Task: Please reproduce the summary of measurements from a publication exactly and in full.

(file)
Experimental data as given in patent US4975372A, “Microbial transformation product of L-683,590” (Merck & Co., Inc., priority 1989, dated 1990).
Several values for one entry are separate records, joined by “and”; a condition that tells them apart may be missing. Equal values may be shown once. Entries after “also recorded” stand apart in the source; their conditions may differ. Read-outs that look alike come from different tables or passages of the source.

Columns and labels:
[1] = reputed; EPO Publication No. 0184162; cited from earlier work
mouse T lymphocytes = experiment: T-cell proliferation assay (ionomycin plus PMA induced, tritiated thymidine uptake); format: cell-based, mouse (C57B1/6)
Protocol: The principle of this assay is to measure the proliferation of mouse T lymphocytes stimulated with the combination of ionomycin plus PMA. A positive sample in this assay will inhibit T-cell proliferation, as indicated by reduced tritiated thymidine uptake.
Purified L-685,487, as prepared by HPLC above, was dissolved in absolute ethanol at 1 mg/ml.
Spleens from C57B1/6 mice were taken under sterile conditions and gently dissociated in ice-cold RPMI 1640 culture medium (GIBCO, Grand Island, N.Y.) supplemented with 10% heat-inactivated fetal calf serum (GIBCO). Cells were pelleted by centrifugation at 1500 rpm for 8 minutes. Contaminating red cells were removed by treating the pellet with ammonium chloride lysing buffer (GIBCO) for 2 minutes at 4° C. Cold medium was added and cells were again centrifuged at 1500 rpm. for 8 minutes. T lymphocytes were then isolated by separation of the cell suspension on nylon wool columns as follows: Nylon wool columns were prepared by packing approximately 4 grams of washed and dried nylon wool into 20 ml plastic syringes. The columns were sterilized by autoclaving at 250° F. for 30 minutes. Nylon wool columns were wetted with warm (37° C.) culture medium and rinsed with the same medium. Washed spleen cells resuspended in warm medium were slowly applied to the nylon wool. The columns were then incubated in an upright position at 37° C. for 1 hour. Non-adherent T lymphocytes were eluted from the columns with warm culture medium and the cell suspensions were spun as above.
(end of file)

Experimental data as given in patent US4975372A, “Microbial transformation product of L-683,590” (Merck & Co., Inc., priority 1989, dated 1990).
Several values for one entry are separate records, joined by “and”; a condition that tells them apart may be missing. Equal values may be shown once. Entries after “also recorded” stand apart in the source; their conditions may differ. Read-outs that look alike come from different tables or passages of the source.

Columns and labels:
[1] = reputed; EPO Publication No. 0184162; cited from earlier work
mouse T lymphocytes = experiment: T-cell proliferation assay (ionomycin plus PMA induced, tritiated thymidine uptake); format: cell-based, mouse (C57B1/6)
Protocol: The principle of this assay is to measure the proliferation of mouse T lymphocytes stimulated with the combination of ionomycin plus PMA. A positive sample in this assay will inhibit T-cell proliferation, as indicated by reduced tritiated thymidine uptake.
Purified L-685,487, as prepared by HPLC above, was dissolved in absolute ethanol at 1 mg/ml.
Spleens from C57B1/6 mice were taken under sterile conditions and gently dissociated in ice-cold RPMI 1640 culture medium (GIBCO, Grand Island, N.Y.) supplemented with 10% heat-inactivated fetal calf serum (GIBCO). Cells were pelleted by centrifugation at 1500 rpm for 8 minutes. Contaminating red cells were removed by treating the pellet with ammonium chloride lysing buffer (GIBCO) for 2 minutes at 4° C. Cold medium was added and cells were again centrifuged at 1500 rpm. for 8 minutes. T lymphocytes were then isolated by separation of the cell suspension on nylon wool columns as follows: Nylon wool columns were prepared by packing approximately 4 grams of washed and dried nylon wool into 20 ml plastic syringes. The columns were sterilized by autoclaving at 250° F. for 30 minutes. Nylon wool columns were wetted with warm (37° C.) culture medium and rinsed with the same medium. Washed spleen cells resuspended in warm medium were slowly applied to the nylon wool. The columns were then incubated in an upright position at 37° C. for 1 hour. Non-adherent T lymphocytes were eluted from the columns with warm culture medium and the cell suspensions were spun as above.